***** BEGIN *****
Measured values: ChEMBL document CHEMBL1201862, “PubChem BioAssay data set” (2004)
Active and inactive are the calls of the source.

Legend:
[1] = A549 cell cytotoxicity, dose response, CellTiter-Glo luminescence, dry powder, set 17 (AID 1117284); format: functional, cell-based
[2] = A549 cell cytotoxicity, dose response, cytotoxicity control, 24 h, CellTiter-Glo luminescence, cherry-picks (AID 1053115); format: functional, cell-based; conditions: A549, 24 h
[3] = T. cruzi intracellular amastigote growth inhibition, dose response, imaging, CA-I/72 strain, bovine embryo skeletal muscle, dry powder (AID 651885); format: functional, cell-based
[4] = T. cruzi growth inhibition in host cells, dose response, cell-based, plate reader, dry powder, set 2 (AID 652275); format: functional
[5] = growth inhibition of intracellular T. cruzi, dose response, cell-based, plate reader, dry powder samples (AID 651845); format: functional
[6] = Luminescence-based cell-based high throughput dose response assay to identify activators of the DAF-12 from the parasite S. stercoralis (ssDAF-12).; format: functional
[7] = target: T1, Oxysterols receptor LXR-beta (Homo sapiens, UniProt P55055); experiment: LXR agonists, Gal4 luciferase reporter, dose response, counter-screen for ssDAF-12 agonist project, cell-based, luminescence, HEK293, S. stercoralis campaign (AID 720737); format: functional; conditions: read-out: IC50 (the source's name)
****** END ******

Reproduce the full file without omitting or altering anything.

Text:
Measured values: ChEMBL document CHEMBL1201862, “PubChem BioAssay data set” (2004)
Active and inactive are the calls of the source.

Legend:
[1] = A549 cell cytotoxicity, dose response, CellTiter-Glo luminescence, dry powder, set 17 (AID 1117284); format: functional, cell-based
[2] = A549 cell cytotoxicity, dose response, cytotoxicity control, 24 h, CellTiter-Glo luminescence, cherry-picks (AID 1053115); format: functional, cell-based; conditions: A549, 24 h
[3] = T. cruzi intracellular amastigote growth inhibition, dose response, imaging, CA-I/72 strain, bovine embryo skeletal muscle, dry powder (AID 651885); format: functional, cell-based
[4] = T. cruzi growth inhibition in host cells, dose response, cell-based, plate reader, dry powder, set 2 (AID 652275); format: functional
[5] = growth inhibition of intracellular T. cruzi, dose response, cell-based, plate reader, dry powder samples (AID 651845); format: functional
[6] = Luminescence-based cell-based high throughput dose response assay to identify activators of the DAF-12 from the parasite S. stercoralis (ssDAF-12).; format: functional
[7] = target: T1, Oxysterols receptor LXR-beta (Homo sapiens, UniProt P55055); experiment: LXR agonists, Gal4 luciferase reporter, dose response, counter-screen for ssDAF-12 agonist project, cell-based, luminescence, HEK293, S. stercoralis campaign (AID 720737); format: functional; conditions: read-out: IC50 (the source's name)